EnglishEdit

EtymologyEdit

From Latin -ārium.

SuffixEdit

-arium

  1. A place associated with a specified thing.
  2. A device associated with a specified function.

Usage notesEdit

  • Care should be taken to distinguish occurrences of -arium from occurrences of -ium. For instance: elements such as barium and samarium have the -ium suffix.

Derived termsEdit

TranslationsEdit

AnagramsEdit


DutchEdit

EtymologyEdit

From Latin -ārium.

PronunciationEdit

  • IPA(key): /ˈaː.ri.ʏm/
  • (file)

SuffixEdit

-arium

  1. -arium

Derived termsEdit


LatinEdit

PronunciationEdit

Etymology 1Edit

Neuter substantive of -ārius.

SuffixEdit

-ārium n (genitive -āriī or -ārī); second declension

  1. Used to form nouns denoting a "place where things are kept" from other nouns.
    arma (weapons, tools) + ‎-arium → ‎armārium (closet, chest)
    sōl (sun) + ‎-arium → ‎sōlārium (sundial, house-top)
    columba (dove) + ‎-arium → ‎columbārium (dovecot)
    glosa (definition) + ‎-arium → ‎glosarium (note, document)
Usage notesEdit
  • -ārium of purpose: All usages of the -ārium suffix are properly neuter substantivisations for adjectives derived in -ārius from existing substantives. In most cases, the relationship between the two nouns is ‘place where;’ this usage has been productive in all periods of Classical and post-Classical Latin. In addition, the same suffix has continued to be used to designate novel items according to their purposes. This class constitute approximately a quarter of commonly used -ārium suffixations. Adjectives in -ārius are generally formed from numerals or nouns.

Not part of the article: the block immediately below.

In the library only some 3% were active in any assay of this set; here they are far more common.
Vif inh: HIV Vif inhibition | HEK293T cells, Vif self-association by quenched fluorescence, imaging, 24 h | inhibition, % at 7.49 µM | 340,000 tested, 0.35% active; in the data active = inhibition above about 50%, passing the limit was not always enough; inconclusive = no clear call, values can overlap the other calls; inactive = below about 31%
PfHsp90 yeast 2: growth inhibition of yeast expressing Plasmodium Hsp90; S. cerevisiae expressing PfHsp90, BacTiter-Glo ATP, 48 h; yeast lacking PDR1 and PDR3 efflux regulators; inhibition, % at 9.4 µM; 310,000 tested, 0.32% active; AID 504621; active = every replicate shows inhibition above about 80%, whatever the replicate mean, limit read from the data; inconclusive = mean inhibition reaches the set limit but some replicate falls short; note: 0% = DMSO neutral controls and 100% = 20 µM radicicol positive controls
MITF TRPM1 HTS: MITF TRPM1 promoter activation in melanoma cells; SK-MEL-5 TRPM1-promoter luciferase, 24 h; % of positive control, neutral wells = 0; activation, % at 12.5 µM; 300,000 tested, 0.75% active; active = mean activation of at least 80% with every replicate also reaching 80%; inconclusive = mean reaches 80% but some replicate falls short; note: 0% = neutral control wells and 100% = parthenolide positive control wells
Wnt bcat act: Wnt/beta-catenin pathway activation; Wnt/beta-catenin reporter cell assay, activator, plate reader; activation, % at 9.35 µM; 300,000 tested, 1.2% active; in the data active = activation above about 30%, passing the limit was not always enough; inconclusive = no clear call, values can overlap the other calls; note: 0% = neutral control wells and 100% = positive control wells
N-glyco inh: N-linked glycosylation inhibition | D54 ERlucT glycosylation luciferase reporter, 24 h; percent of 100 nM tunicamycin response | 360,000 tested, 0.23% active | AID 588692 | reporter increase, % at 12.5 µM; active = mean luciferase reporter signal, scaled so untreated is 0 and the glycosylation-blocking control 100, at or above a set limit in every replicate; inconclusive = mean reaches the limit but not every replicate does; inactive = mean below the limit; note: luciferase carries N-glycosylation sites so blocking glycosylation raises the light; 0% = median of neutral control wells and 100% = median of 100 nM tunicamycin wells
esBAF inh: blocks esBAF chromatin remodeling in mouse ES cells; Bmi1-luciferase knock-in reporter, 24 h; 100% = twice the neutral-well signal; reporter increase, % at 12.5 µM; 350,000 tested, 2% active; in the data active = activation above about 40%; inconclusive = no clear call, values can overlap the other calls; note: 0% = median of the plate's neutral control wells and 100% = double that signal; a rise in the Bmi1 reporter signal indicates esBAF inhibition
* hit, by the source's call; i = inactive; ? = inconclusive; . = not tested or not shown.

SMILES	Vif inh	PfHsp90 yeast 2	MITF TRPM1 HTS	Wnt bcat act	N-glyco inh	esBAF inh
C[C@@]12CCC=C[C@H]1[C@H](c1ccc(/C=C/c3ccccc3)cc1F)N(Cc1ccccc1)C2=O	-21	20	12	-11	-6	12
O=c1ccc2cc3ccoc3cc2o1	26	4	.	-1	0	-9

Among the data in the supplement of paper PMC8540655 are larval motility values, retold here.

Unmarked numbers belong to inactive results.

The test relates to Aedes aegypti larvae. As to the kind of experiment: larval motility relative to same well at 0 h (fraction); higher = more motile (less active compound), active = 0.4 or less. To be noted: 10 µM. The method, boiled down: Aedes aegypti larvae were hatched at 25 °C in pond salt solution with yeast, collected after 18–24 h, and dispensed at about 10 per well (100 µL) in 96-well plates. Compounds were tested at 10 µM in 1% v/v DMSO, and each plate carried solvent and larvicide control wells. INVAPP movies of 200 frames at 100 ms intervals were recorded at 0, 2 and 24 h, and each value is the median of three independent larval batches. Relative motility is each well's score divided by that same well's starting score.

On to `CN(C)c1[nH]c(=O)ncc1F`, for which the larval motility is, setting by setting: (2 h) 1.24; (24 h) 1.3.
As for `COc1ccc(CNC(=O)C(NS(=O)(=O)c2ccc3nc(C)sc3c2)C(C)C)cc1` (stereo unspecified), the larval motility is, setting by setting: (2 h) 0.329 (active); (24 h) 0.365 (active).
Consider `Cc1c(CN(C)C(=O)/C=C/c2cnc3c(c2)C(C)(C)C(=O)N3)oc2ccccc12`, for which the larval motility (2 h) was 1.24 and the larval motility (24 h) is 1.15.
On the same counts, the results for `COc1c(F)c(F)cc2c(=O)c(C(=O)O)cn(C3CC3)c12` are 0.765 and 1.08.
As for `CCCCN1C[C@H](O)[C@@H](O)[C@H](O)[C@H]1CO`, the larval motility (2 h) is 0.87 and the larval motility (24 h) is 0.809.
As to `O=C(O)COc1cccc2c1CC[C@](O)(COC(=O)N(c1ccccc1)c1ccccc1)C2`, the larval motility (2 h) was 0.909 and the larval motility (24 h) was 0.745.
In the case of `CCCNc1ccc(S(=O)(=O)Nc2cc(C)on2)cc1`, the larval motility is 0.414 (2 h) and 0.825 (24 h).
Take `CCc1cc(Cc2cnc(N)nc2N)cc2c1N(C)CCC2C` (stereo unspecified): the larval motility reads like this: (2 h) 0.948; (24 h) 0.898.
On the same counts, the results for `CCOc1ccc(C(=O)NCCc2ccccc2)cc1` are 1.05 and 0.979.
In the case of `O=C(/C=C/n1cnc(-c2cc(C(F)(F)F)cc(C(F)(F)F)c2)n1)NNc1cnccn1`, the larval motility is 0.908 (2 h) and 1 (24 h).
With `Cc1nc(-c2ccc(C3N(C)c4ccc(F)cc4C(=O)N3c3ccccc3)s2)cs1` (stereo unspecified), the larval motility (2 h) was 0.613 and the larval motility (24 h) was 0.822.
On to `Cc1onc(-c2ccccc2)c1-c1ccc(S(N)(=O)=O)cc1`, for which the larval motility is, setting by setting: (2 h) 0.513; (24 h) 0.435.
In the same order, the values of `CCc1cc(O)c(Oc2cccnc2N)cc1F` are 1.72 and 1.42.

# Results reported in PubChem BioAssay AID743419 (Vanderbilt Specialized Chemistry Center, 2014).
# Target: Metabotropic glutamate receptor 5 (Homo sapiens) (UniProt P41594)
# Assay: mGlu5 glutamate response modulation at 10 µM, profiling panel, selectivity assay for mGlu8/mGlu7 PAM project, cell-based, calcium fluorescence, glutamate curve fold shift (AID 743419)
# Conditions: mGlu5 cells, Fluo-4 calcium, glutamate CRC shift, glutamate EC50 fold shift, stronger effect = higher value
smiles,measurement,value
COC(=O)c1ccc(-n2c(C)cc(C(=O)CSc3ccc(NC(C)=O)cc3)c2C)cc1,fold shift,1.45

sūdor (sweat)sūdarius (sweaty)[1]sūdārium (handkerchief)
    mīlle (thousand)milliārius (relating to miles or thousands)milliārium (milepost)
    album (the colour white)albārius (relating to whitening walls)albārium (stucco)
  • -ārium by analogy: three commonly used nouns have been formed by analogy from adjectives or verbs:
    viridārium (hunting preserve, from viridis)
    inventārium (inventory, from inveniō)
    caldārium (hottest room in a Roman bath, from caldus)
  • -ārium for re-substantivation: four commonly used nouns are re-substantivated versions of cognate nouns formed directly from the adjectives in -ārium: pampinārium (vine tendril), alveārium (beehive), cellārium (pantry, cellar), and fustuārium (death by cudgeling). With the exception of cellārium, which was first attested in the fourth century, the remaining words were likely coined prior to the first millennium.
DeclensionEdit

Second-declension noun (neuter).

Case Singular Plural
Nominative -ārium -āria
Genitive -āriī
-ārī1
-āriōrum
Dative -āriō -āriīs
Accusative -ārium -āria
Ablative -āriō -āriīs
Vocative -ārium -āria

1Found in older Latin (until the Augustan Age).

Derived termsEdit
Related termsEdit
DescendantsEdit
  • English: -arium

Etymology 2Edit

See the etymology of the corresponding lemma form.

SuffixEdit

-ārium

  1. genitive feminine/masculine/neuter plural of -āris
  2. nominative/accusative/vocative neuter plural of -ārius

ReferencesEdit

  1. ^ Martial XI.xxxix